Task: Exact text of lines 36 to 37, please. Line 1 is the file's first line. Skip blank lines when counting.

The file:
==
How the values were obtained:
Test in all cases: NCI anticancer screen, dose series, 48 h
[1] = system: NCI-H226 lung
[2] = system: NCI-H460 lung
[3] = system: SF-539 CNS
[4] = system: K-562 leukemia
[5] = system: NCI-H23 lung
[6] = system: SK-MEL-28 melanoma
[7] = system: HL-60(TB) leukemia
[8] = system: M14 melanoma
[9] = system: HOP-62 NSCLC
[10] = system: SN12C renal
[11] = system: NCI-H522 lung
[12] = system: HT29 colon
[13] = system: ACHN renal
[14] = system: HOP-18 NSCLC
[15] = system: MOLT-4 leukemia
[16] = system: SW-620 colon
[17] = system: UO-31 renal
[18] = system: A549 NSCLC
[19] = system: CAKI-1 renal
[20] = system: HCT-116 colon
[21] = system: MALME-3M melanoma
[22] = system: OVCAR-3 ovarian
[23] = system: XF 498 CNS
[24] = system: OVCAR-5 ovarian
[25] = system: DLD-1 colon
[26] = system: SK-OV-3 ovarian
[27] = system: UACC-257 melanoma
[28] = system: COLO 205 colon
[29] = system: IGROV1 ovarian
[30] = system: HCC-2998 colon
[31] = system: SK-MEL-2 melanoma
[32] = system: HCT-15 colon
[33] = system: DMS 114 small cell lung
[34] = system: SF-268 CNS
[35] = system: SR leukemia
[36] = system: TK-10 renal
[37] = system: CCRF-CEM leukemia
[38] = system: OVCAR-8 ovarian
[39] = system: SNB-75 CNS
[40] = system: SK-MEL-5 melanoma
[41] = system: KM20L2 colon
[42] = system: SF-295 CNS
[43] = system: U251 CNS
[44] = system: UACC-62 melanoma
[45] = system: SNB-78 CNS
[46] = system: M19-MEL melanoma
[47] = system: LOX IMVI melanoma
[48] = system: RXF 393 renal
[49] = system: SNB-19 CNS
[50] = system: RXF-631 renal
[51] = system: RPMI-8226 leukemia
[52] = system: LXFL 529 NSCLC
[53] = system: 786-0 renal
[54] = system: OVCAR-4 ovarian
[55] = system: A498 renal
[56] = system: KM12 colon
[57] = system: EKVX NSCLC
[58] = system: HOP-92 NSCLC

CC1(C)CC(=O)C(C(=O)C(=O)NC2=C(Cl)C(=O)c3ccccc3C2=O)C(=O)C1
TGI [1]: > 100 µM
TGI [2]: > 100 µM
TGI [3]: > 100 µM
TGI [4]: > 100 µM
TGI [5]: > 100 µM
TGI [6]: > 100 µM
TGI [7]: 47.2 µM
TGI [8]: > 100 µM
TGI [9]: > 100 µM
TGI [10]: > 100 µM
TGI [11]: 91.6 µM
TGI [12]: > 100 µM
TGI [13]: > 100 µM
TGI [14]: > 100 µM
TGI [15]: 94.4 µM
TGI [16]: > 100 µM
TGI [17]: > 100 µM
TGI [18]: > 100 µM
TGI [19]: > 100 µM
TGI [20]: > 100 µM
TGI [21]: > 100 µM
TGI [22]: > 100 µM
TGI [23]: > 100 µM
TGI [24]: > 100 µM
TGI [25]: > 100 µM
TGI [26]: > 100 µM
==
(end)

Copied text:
[34] = system: SF-268 CNS
[35] = system: SR leukemia